Money problems can result in emotional turmoil, stress, embarrassment and relationship troubles. So actually filing for bankruptcy can be a real blow to your self-esteem.
But if you’ve recently been declared bankrupt, you’re not alone. In fact, according to the Office of the Superintendent of Bankruptcy Canada, just over 92,000 Canadian consumers and about 4,000 Canadian businesses declared bankruptcy in 2010.
When times are tough, financial management can be even tougher. However, regardless of your situation, here are a few simple things you can do to start rebuilding your credit:
1. Get support from family and friends
G etting back on track is a lot easier if you have the support of those closest to you. There are also some great online communities that discuss financial planning tips and encourage conversation. For example, for info on how to create or join a money group — a group of friends or colleagues that meet each week to help one another stay on track with financial goals — visit Smart Cookies.
If you’re struggling with the emotional side of bankruptcy, check if your employer offers counselling services. Many benefits plans offer free, confidential third-party counselling on a range of topics including depression, stress and anxiety, relationship and financial troubles.
2. Keep your spending in check
I t’s important to create a budget and stick to it. Only buy what you truly need and can afford. Free or low-priced smartphone apps can help you track your spending habits, set a personal budget and alert you when you’re getting too close to your limit.
3. Use new credit wisely
Many financial institutions offer products to help you rebuild your credit, such as a secured credit card, where you deposit the money to cover the credit. For example, if you deposit $200 at the start of the month, you’ll have a credit limit of $200.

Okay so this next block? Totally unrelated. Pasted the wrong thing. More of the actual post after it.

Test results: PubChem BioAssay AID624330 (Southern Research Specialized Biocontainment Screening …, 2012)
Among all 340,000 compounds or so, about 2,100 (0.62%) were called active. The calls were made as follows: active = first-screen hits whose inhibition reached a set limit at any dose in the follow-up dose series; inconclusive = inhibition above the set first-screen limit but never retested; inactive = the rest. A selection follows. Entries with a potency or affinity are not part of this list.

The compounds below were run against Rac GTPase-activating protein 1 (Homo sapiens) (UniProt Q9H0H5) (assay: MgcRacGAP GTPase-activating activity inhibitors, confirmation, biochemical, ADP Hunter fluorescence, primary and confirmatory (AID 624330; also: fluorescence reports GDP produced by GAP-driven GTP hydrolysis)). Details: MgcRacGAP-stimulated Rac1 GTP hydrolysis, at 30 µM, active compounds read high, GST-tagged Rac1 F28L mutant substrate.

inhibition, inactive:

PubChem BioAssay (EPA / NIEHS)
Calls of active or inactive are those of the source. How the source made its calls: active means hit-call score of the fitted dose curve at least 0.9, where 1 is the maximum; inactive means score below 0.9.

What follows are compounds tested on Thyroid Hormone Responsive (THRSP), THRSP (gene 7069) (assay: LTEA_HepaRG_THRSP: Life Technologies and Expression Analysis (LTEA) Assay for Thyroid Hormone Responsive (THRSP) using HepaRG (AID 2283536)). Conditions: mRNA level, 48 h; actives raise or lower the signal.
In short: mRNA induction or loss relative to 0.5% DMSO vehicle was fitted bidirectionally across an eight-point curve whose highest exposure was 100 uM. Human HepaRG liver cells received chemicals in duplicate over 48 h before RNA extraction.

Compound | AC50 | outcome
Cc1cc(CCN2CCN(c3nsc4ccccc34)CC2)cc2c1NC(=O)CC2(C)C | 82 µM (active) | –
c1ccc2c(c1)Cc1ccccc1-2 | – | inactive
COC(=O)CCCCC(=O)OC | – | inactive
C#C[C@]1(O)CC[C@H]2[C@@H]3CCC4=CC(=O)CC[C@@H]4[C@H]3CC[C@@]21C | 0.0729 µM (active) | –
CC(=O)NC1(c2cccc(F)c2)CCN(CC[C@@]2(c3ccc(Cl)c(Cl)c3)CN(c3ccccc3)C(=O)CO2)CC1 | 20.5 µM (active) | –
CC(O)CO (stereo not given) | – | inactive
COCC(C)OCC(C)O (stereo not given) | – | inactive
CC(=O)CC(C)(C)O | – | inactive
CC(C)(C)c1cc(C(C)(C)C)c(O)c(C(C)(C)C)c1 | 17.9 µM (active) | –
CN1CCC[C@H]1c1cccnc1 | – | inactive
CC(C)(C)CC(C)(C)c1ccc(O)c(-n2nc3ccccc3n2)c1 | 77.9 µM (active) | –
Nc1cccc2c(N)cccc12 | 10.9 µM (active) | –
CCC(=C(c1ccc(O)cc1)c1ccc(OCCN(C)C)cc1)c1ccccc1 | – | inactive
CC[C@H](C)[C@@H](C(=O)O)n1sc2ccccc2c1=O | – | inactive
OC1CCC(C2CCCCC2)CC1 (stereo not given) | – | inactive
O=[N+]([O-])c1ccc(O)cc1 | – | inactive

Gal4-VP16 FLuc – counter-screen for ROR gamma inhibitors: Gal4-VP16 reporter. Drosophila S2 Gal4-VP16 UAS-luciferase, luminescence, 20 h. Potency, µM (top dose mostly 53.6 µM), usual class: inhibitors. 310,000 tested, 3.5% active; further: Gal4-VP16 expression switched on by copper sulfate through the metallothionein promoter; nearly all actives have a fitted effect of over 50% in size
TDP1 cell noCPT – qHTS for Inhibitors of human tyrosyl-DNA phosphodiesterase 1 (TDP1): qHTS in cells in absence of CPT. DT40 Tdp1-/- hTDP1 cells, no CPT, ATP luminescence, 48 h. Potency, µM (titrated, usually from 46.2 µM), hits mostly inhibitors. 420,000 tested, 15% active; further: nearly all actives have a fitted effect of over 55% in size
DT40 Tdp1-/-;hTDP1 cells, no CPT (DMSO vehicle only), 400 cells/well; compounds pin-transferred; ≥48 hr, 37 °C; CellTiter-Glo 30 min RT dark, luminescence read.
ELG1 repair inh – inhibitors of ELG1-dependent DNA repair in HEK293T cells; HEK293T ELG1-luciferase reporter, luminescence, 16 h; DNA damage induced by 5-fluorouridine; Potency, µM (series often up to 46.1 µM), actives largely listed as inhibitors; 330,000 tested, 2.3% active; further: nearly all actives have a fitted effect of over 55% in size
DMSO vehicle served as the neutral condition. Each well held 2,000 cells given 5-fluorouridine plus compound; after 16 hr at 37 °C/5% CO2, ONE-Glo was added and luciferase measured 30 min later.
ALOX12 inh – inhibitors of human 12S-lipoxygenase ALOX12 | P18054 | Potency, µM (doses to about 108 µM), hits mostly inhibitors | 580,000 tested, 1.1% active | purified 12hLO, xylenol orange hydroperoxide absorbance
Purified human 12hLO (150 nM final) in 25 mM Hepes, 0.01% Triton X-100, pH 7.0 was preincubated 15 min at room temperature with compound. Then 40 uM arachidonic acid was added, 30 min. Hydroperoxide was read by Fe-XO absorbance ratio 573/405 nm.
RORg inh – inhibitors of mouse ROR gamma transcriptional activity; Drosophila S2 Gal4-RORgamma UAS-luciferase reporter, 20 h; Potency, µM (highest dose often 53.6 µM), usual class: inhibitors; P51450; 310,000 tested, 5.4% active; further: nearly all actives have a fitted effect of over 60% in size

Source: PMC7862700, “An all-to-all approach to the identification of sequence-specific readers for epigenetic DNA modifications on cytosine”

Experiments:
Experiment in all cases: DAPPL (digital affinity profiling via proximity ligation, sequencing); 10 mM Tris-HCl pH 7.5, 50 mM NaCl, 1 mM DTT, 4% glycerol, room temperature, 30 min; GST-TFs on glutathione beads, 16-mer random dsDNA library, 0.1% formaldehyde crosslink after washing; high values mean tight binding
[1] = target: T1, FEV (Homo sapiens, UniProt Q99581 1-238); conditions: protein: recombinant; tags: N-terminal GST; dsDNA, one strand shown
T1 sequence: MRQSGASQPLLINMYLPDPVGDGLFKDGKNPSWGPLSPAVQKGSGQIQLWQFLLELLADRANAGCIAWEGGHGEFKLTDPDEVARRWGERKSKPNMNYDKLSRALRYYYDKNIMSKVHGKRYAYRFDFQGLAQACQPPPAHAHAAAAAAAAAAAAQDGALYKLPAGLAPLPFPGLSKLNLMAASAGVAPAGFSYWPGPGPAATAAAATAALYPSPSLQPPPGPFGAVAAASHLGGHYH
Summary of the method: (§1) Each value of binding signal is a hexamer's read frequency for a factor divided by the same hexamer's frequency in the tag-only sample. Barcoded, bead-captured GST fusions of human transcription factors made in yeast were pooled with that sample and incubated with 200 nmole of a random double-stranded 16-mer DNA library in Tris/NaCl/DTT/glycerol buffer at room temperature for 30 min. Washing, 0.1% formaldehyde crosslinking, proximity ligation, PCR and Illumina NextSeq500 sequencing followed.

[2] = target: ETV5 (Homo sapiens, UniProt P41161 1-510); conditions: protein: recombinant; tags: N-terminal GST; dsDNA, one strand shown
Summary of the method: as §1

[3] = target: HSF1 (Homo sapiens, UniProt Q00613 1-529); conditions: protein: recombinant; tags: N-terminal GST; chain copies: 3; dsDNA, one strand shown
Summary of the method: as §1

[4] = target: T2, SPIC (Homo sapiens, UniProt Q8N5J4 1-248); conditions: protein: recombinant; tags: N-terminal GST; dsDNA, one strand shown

Commit to paying off your credit card in full each month, so you can start on the path to building a good credit score again.
4. Make a financial plan
If you’re concerned about saving money, consider meeting with your financial advisor to help determine if you’re on track and to help you create a plan to meet your goals. According to the 2011 Canadian Unretirement Index, almost eight in 10 Canadians don’t have a written financial plan. Those who do have a written financial plan are more confident that they will be able to take care of basic living and medical expenses, have money to enjoy hobbies, interests and the lifestyle they want in retirement.
5. Stick to the plan
You need to strike the right balance between paying for your needs and saving for the future. Some financial experts recommend the 50/30/20 model, where you make sure 50% of your take-home pay goes to essentials, 30% goes to savings such as a Registered Retirement Savings Plan or a Tax-Free Savings Account, and the remaining 20% can be used as your spending money.
While the journey to regaining your financial health may seem long and challenging, remember that this is a rare opportunity to start over. Take this time to create a plan you can stick with, and you’ll come out of bankruptcy with healthier and more disciplined financial practices.